When deciding to enter the games industry, it is important to pick a career path that suits your skills, abilities, and interests.
While ‘game designer’ might seem like a catch-all term, it is actually a career path as specific as being an animator.
But what is the difference between animation and Game Design?
Keep reading to find out!
It is a game designer’s job to design.
That might seem like a tautology, and it is, so let me elaborate.
A game designer is responsible for the game’s storyline and gameplay style.
There are different types of designers, such as those who specialize in a story or in mechanics, but there are also more and more designers who are a ‘Jack of all trades’ – they do a bit of everything.
This type of designer is more and more common in smaller, or indie, studios.
A designer will often see a project from start to finish, from designing the initial concept all the way through to production and user testing.
A team of designers might work on a project, but on smaller projects, one lead designer is often enough.
It is the designer’s job to create a coherent play experience, from the overarching storyline to how responsive the buttons should be.
They also oversee the work of other game professionals, such as animators, to make sure their work fits with the overall feel of the game.
Much in the way that designers design, animators animate.
Let’s start with a question, ‘what is animation?’.
Animation is the process of taking a static object and an idea of how it should move, and applying techniques to make it move in the desired way.
This is what animators do; from making characters walk and talk to making sure the hands on a clock move correctly.
Animators play an important part in the game’s pipeline, making sure the game’s world behaves the way the player expects.
A designer will oversee this process, to make sure those laws of interaction make sense within the concept of the game.
The career progression path is very similar for both careers; you would begin as a junior, working as part of a team (of variable size depending on the size of the studio), and progress to senior level when you have the required experience.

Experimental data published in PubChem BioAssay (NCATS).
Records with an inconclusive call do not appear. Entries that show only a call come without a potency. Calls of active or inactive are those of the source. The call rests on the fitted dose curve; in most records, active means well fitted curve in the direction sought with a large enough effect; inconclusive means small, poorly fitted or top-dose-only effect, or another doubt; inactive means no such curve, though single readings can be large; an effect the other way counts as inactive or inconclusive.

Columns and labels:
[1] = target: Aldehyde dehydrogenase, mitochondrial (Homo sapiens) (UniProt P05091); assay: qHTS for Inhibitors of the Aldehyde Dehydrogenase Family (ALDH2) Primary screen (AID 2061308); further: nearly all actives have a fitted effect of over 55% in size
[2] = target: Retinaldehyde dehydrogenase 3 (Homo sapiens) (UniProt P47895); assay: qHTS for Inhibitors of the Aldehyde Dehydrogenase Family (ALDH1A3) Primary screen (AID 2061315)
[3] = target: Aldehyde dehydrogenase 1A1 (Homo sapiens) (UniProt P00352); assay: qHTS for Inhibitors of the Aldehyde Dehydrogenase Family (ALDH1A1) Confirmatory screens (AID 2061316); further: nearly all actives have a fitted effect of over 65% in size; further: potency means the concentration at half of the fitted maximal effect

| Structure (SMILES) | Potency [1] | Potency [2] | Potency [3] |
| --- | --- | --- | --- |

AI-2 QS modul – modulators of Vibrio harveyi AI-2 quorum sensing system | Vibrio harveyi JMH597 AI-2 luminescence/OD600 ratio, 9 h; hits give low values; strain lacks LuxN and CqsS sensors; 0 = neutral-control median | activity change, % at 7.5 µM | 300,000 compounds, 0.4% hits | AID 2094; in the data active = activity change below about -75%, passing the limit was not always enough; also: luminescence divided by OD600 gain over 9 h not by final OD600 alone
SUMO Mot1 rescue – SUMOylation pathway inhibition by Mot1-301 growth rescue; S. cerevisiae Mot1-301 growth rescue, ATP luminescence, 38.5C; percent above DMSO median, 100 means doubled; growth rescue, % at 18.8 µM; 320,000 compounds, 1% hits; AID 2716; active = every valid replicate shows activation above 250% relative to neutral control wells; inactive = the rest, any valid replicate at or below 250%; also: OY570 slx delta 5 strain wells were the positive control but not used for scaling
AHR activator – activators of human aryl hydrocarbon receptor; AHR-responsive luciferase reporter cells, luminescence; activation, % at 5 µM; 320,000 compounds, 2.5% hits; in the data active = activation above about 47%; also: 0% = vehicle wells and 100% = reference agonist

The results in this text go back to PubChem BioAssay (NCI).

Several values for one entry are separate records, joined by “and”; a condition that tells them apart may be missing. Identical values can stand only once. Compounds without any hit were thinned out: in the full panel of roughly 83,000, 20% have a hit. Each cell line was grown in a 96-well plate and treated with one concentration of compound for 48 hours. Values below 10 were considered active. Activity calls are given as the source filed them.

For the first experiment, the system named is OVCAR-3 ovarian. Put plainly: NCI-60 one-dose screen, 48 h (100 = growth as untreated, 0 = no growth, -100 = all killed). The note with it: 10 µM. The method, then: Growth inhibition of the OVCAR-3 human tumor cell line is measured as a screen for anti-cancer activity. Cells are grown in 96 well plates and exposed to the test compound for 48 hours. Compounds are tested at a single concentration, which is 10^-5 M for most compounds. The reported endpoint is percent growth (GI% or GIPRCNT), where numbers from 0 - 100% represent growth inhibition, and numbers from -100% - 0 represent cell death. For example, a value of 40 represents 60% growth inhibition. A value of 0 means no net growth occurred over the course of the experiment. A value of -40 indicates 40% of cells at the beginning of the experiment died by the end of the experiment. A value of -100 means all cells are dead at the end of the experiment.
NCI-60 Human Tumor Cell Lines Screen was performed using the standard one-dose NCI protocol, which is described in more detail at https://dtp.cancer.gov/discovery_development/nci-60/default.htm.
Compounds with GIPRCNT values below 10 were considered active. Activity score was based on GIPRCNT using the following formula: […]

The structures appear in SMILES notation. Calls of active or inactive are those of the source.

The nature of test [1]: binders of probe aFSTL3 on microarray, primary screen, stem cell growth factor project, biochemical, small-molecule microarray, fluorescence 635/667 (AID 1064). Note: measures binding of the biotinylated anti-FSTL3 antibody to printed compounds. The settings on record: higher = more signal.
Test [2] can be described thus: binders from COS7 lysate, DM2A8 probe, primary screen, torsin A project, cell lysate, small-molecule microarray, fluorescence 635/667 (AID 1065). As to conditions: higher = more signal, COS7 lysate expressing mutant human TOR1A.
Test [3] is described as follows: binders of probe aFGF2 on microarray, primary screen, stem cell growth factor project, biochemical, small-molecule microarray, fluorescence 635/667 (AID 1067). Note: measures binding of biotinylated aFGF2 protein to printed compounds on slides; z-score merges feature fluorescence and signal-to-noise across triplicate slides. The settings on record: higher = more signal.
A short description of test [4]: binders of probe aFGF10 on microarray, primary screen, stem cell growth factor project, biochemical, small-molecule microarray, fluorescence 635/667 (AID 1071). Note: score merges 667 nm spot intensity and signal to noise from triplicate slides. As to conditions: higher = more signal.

You may even become experienced enough to become a project lead, taking control of the entire project, and overseeing all the processes.
It is important to note that these careers are parallel but not the same; both are needed for a successful game.
A game designer’s education would be most likely built on an understanding of game mechanics and the way that the player interacts with the game.
This often takes the form of a college education and can include classes in design methodologies and principles of computer science.
An animator, on the other hand, will be required to have:
- Deep technical understanding of computer science at play
- Strong mathematical background
- Programming expertise
Animation is a very technical skill, and anyone trying to get into animation should have a matching technical background (most often achieved through college education).
Salary reflects the technical prowess required to become an animator.
Juniors, with less than three years’ experience, report salaries of up to $49,000.
Junior Animator Salary
Junior game designers report salaries of up to $45,000.
Which Path to Follow?
It depends on your interest levels in the aspects of the job, for one. If you get a thrill from seeing a project from start to finish, getting your hands into every aspect of the job, and designing new and interesting mechanics, you’d probably make a better game designer.
If you like the idea of applying complex technical skills and attention to detail towards making the game world seem real, you would probably make a better animator.
Bear in mind the skill level required for each job, too.
A designer needs a broad but shallow understanding of all elements of the design process, whereas an animator needs narrow but deep technical knowledge about animation.
Choosing to be part of the games industry is a big decision and one that many people enter into lightly.
Consider your career options before you start, and think about your interests and what you’re likely to be better at doing before choosing which career path you want to follow.